OUSTER OF JURISDICTION

Define the term “jurisdiction” and explain the concept of jurisdiction in reference of Dhulabhai vs. State of Madhya Pradesh.

According to the law of land i.e. the Constitution of India, state is a guardian of each and every citizen of this country and it is a responsibility of state to protect the rights of each and every citizen. But if any wrongdoer commits any act and by that act, he violates the rights of another person then the latter person has inherent right to file a suit against the wrongdoer and claim compensation from him for violating his rights. But the question arises here is, “where can an aggrieved person file a suit against the wrongdoer?”

In our Indian Legal system, the jurisdiction of each and every court has been prescribed by the state and according to the jurisdiction of a court, an aggrieved person can file a suit in a court. Now, one question again arises here is, “what does jurisdiction means?”

The term jurisdiction has been derived from two Latin words i.e. ‘Juris’ and ‘Dicto’ which means ‘I speak by the law’. It means that law has given an authority to the court and because of that authority, the court is entertaining the suit. In our legal system there are various kinds of courts and some are lower courts and some are higher court. The jurisdiction of each and every court is not same. It varies from court to court and after determining that the particular court has jurisdiction to try a particular matter in issue then only suit has to be filed in that court.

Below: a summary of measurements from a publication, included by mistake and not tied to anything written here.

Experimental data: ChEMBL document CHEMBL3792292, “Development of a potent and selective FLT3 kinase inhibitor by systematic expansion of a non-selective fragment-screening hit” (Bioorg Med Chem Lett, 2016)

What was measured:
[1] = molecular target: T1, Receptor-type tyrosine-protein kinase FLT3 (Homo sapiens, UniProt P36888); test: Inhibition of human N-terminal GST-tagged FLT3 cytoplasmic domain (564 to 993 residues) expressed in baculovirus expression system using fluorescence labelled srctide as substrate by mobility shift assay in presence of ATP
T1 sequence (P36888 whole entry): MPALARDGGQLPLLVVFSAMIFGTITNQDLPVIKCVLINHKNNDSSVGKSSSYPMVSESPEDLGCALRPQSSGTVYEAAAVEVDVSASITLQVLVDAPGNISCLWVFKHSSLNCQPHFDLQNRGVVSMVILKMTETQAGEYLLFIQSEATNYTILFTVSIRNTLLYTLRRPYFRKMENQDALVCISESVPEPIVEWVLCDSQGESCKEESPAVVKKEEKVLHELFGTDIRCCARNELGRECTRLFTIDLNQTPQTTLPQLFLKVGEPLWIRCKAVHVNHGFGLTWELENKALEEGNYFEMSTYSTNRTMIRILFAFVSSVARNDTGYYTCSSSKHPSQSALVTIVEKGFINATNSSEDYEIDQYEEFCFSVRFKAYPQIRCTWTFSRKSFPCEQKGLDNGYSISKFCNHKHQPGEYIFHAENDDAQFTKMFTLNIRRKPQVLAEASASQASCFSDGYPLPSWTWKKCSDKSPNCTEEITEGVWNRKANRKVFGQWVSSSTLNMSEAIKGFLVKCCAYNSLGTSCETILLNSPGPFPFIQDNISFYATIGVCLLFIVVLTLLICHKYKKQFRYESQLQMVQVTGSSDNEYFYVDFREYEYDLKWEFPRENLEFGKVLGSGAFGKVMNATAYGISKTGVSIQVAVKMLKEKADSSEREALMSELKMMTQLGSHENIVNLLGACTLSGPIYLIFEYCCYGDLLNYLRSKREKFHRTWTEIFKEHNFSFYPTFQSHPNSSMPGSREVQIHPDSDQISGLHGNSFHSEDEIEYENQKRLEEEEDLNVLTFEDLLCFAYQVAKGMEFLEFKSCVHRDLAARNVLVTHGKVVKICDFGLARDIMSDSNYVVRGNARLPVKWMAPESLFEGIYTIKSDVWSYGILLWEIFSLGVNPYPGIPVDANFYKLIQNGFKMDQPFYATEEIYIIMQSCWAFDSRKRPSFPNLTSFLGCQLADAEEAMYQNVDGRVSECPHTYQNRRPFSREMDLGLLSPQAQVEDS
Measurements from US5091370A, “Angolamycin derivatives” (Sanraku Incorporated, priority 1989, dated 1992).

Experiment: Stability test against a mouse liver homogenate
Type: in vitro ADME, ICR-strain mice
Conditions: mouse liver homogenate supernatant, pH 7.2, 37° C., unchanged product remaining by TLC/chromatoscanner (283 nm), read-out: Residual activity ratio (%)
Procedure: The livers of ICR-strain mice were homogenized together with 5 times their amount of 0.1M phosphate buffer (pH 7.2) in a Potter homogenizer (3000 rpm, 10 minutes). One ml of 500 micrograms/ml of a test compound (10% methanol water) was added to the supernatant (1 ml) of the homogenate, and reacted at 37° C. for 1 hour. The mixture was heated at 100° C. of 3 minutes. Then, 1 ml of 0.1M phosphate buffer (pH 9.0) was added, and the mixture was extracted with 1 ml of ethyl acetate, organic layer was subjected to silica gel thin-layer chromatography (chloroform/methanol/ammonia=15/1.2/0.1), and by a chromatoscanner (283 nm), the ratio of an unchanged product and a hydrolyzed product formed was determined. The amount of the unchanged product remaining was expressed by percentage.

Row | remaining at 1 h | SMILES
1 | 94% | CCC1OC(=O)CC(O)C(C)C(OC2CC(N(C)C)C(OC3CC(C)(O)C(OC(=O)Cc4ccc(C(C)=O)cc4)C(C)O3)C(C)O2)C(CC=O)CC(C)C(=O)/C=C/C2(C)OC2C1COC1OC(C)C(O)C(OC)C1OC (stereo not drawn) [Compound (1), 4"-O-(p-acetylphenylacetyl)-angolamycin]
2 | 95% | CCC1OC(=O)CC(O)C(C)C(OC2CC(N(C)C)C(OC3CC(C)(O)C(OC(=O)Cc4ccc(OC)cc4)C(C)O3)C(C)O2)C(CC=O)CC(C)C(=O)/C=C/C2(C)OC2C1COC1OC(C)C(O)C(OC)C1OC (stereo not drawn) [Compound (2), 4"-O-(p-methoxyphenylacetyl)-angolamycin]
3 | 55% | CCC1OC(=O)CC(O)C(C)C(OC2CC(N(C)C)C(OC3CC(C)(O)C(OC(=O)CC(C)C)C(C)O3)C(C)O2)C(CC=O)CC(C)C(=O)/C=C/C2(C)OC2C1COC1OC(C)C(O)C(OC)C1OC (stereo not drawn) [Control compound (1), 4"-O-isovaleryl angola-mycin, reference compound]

In the leading case of Dhulabhai vs. State of M.P. (AIR 1969 SC 78), the Hon’ble Supreme Court held that, “ if any suit has been filed in any court and the question arises after filing the suit that whether this court has jurisdiction to try the suit, then the burden of proof will be upon that party who raises the question of jurisdiction. If he fails to prove his burden of proof then in such a case, the court can deem that it has jurisdiction to try the suit.”

Moreover, the legislature has power to expressly or impliedly bar the jurisdiction of a civil court and give jurisdiction to any particular tribunal. It means that sometimes, special tribunals have been established by statutes and in that statutes it is clearly mentioned that the particular matter in issue will be tried by the tribunal and not by civil courts. In such situations, the civil courts will not have jurisdiction to entertain any suit regarding that matter in issue.

But in this case i.e. Dhulabhai vs. State of M.P. (AIR 1969 SC 78), the Hon’ble Supreme Court held that, “any provision which expressly bars the jurisdiction of civil court should be construed strictly and every presumption should be made in favour of the jurisdiction of a civil court. Moreover, in this case, the Hon’ble Supreme Court held that, if any suit has been entertained by a tribunal but that tribunal does not follow the procedure laid down by the statute or if that tribunal does not provide the adequate remedy or if the provisions of the statute that provides the jurisdiction to the tribunal held unconstitutional then in such circumstances, the Civil court has authority to entertain the abovesaid matter in issue.”

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